Digital is obviously the way to go with “the most connected generation” and it also happens to be the medium of choice for gamification. It is important to design for access via mobile, tablets, and desktop devices for the users who like to switch from one platform to another and to allow self-paced progression at any time and location.

Make sure your gamified system provides lots of shareable content – millennials are avid users and active posters on social media, constantly curating their own social presence and building their professional reputations and social status.


2) Ensure transparency and two-way feedback

A gamified system in the workplace that hopes to engage the tech-savvy digital natives must in the first place demonstrate respect for their knowledge and vast experience with games and gamification as consumers and users. They will see through and be put off by any perfunctory attempt to draw them in with childish or mechanical transposition of game elements (aka PBL, or Points, Badges and Leaderboards). They are also likely to have valuable insights and ideas about possible improvements and would expect to be asked for feedback. That is why it is essential to integrate a two-way feedback mechanism.

Gamification is on principle a transparency-enhancing tool since it typically uses an objective point system to track performance/progress. Because this fundamental game mechanic is implemented in a real-life professional context, with implications for actual career advancement, there is no room for inconsistency or even partial scoring opacity. It is important to rigorously think through the levels and progression within the system and the relative XP value assigned to the various tasks/challenges/missions and achievements.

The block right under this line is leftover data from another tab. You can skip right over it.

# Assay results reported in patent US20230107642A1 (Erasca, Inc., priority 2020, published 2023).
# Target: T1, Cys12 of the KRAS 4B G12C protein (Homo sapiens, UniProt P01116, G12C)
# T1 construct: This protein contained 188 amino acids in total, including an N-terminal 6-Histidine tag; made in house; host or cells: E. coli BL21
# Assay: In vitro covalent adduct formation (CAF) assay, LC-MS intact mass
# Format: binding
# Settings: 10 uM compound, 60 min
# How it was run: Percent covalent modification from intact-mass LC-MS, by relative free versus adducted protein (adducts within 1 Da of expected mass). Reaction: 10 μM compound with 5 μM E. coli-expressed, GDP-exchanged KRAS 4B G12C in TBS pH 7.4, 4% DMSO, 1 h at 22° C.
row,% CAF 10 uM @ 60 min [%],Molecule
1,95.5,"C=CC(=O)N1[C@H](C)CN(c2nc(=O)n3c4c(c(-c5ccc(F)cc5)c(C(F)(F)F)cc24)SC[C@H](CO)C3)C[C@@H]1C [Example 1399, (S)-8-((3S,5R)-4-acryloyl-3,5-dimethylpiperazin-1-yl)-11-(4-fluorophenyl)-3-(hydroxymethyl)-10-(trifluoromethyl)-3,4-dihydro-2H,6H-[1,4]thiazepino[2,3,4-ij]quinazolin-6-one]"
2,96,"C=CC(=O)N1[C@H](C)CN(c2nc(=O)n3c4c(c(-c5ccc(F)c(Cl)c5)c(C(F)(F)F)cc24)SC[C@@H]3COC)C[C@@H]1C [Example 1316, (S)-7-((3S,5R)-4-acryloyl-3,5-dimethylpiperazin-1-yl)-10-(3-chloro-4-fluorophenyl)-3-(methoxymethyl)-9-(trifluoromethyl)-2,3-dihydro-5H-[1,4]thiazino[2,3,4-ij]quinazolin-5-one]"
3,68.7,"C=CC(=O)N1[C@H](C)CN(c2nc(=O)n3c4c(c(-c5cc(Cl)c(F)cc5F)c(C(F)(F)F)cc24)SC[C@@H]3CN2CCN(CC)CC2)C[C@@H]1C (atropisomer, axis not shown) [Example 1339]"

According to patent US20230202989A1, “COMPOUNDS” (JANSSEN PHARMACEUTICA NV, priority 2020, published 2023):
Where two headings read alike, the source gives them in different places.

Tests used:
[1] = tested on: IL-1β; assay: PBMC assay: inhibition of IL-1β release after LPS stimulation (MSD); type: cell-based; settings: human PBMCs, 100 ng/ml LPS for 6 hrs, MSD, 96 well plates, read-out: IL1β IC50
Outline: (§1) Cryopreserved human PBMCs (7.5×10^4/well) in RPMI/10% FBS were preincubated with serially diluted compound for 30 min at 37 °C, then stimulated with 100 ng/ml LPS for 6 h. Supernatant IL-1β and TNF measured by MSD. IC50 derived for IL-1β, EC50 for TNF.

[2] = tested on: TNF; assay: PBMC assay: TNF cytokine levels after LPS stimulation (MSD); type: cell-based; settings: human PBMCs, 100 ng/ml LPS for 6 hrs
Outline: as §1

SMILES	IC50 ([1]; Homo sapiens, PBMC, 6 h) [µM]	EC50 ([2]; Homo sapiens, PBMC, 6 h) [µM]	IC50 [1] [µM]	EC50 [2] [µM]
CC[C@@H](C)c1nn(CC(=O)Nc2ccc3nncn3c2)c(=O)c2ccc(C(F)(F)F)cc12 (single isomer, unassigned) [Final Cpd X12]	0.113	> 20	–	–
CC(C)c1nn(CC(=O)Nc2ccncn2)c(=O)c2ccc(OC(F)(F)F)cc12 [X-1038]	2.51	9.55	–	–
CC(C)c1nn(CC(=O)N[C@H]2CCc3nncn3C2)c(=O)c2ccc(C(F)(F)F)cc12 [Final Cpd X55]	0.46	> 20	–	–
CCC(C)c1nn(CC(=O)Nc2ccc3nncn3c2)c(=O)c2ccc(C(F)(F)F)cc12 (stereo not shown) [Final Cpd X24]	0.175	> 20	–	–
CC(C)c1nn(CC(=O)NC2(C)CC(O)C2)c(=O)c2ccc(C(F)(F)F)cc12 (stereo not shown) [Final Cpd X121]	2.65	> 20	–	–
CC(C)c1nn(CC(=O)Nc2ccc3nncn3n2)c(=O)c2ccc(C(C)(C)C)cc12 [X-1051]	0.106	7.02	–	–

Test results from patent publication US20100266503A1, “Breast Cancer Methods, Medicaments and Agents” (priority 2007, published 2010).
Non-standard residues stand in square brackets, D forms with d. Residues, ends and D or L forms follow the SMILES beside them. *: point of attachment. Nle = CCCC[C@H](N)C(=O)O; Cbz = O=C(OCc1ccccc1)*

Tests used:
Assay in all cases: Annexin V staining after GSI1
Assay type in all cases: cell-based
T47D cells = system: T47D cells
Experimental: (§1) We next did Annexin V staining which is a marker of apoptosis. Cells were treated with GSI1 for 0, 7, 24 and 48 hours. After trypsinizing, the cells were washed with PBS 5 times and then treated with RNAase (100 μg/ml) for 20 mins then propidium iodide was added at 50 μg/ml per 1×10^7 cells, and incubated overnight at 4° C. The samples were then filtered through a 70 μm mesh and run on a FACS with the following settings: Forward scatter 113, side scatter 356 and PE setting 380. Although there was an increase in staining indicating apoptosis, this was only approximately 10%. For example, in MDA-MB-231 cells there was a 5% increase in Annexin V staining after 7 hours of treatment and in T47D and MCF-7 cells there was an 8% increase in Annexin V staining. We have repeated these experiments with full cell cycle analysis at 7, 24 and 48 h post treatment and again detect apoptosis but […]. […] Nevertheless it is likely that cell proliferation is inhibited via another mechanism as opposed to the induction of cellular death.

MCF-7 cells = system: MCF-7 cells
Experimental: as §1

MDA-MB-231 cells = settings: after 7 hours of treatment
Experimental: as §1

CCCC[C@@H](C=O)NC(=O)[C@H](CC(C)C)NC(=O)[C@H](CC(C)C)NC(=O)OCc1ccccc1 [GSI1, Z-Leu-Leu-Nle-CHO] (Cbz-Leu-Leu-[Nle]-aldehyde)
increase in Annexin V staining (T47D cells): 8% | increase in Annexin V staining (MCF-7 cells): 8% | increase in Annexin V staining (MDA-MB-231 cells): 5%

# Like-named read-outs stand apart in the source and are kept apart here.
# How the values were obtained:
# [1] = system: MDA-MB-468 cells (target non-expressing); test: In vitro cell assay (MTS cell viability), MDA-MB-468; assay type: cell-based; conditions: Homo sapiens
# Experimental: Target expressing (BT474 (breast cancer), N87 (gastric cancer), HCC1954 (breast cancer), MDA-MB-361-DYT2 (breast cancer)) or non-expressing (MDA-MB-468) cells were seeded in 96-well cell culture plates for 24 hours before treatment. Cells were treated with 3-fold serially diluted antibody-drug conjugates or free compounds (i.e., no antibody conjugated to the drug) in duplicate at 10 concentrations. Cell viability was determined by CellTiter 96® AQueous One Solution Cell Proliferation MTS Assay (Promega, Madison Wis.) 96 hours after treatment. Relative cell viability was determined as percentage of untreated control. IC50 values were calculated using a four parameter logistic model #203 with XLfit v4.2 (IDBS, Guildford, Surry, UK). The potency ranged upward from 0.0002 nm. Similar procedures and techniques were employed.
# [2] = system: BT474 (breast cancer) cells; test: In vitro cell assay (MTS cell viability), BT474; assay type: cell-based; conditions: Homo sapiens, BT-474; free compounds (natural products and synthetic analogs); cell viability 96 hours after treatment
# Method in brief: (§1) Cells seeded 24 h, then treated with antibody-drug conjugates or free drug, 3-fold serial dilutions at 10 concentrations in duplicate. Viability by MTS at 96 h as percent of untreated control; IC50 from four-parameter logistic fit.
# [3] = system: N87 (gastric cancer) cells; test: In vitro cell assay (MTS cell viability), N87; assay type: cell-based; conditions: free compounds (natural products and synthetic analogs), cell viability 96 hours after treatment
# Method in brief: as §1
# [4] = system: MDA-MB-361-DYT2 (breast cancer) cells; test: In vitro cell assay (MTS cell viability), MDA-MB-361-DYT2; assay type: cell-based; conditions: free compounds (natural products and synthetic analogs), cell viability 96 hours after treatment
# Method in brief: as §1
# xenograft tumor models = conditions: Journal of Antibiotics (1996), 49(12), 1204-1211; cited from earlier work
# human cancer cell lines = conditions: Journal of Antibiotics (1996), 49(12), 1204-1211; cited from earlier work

3) Offer purpose and meaning beyond fun and extrinsic rewards

Gamification in the workplace is faced with the fundamental problem of reconciling the element of coercion with autonomy and voluntariness, which underlie the great power of play and games. This makes it all the more important for the gamified system to have a deeper meaning for users. Their participation must have a purpose and fun will not do as an end in itself.

As research has shown time and again, millennials are not really looking to have fun at work. They want to learn, develop and advance. And gamification could not wish for a better source of intrinsic motivation to tap into.

Whether it’s performance or training gamification, it would ideally be tied in with career advancement and eligibility for leadership roles. The system’s internal progress bar should have a direct bearing on participants’ professional prospects, reflecting and symbolizing their growing value to the company.

Alternatively, when the aim is to improve employees’ perception of the company and to foster loyalty, the personal progress bar and any points collected by completing challenges and levels within the gamified system, could be tied in with real charitable donations by the employer to beneficiaries and causes chosen by the employees. This would demonstrate support and alignment with the personal values that they hold dear and would help build engagement and loyalty to the company.


Related reading:

Can Employers Afford Not to Engage Millennials?

Portrait of Millennials at Work and the Case for Gamification

The Millennial Mindset from a Gamification Perspective

When Altruistic Fun Meets Capitalistic Gain: Gamification on Crowdrise



Featured image: Eva Rinaldi on Flickr, Creative Commons